Similarly, Haitian engineers were shocked to witness the flood of international engineers, flown in and given inflated salaries. One U.N. colleague, a week after arriving, was asked to sign off on a “completed” construction site. When he asked to inspect the site, his supervisor forbade him to visit it and further pressured him to sign off on the project. My colleague resigned immediately over this.

Haiti became the site of professional colonialism. Elites from countries around the world took Haitian problems in hand without consulting the national organizations or professionals.

The scene is orgiastic in excess: the donor money, the hiring of young university graduates (often Ivy League) and inflated salaries of executives to the tune of $20,000 and more per month. This includes a special add-on for hazardous pay, despite the fact that these same workers are prohibited from going into hazardous zones (as was the case in Haiti after Jan. 10, 2010). The public face of relief work speaks about the poor, the sick and the children, but everything remains discursive, floating on the surface of “goodwill” that is entirely performative in nature.

The recent Oxfam scandal duplicates the corruption and abuse replete in these organizations. The mandate of these groups is clear: Look busy, but get as little done as possible. Ensure that donor money keeps pouring in. And continue to prop up a system that ensures that international elites live in colonial style—luxurious homes with large pools on the mountain overlooking the slums of Port-au-Prince—with “third world” faces as their exotic backdrops. It’s colonialism through and through, with the cellophane wrapping of “relief aid” stamped upon it.

Graham Hancock’s “Lords of Poverty” is a scathing indictment of the betrayal of public trust and reveals the pervasive abuse of humanitarian aid. This 1989 book proved serious enough to raise questions about the market of “humanitarian relief” at all levels. Hancock’s exhaustive report uncovered the need for a critical reevaluation of humanitarian relief—from one government’s motives in giving foreign aid, to the other government’s motives for receiving it, and of the needs of the intended beneficiaries, which are overwhelmingly not met.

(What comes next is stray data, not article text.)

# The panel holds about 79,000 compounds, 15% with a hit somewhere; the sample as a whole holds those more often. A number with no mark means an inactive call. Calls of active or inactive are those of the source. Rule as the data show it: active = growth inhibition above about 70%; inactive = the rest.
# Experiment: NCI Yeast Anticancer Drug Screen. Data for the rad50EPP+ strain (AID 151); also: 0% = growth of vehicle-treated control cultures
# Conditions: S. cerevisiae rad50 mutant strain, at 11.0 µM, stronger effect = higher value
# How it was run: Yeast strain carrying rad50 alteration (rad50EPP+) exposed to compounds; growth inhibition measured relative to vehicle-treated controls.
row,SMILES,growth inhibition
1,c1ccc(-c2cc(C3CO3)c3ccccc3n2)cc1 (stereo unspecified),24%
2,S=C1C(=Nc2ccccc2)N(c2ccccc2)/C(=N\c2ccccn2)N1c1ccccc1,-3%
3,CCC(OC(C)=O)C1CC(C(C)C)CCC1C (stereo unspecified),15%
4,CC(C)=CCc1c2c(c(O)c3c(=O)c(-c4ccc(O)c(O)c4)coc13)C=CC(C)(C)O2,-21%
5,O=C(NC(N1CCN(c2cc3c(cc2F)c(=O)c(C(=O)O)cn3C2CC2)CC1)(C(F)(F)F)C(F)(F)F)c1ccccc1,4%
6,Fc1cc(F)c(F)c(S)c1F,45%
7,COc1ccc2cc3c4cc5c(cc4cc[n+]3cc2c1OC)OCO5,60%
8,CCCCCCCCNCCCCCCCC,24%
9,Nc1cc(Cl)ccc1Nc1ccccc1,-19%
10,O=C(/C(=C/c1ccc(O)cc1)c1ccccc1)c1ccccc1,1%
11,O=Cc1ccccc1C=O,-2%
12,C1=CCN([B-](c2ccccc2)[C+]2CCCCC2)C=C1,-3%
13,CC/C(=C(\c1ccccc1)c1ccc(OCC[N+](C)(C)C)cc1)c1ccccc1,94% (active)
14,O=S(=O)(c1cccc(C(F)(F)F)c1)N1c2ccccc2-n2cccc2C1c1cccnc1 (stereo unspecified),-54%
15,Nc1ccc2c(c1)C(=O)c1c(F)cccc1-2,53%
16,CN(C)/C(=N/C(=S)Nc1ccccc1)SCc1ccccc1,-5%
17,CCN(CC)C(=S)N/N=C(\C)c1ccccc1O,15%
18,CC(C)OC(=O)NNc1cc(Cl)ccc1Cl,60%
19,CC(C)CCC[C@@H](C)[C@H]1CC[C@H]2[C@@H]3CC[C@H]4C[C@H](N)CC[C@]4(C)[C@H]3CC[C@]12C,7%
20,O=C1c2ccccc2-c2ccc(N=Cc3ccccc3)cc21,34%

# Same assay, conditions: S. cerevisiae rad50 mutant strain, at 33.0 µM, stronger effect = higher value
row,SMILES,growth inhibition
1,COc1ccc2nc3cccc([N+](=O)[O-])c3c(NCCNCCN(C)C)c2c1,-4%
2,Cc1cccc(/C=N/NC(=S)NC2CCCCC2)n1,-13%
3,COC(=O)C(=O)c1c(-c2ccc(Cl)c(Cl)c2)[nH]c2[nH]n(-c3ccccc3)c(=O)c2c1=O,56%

Not only are the needs of the intended recipients of such aid going unmet, Hancock shows how such relief funds enrich wealthy nations while continuing a theater of benevolence, as debt payments to Western countries dwarf the paltry relief given. Graham’s conclusion is that aid is a charade, justified in the name of the “needy,” whose function since the 1930s has been to create a neocolonial class of privileged elites:

In that notorious club of parasites and hangers-on made up of the United Nations, the World Bank and the bilateral agencies, it is aid—and nothing else—that has provided hundreds of thousands of “jobs for the boys” and that has permitted [a] record-breaking standard to be set in self-serving behaviour, arrogance, paternalism, moral cowardice and mendacity.

What Hancock revealed almost 30 years ago is exponentially grimmer today. And the situation with Oxfam shows that it is business as usual, with many only concerned with the “civilized” white, Western bodies. Until we understand the larger picture of neocolonial power behind the scenes, we will never come to terms with the fact that the very “relief situation” that people throw money at is entirely manmade and not a “natural disaster.”

The pillaging of the “global south” violates women’s bodies just as it destroys local economic and political structures, denying our fellow humans the dignity to say no to international predation in the name of “relief” and benevolence.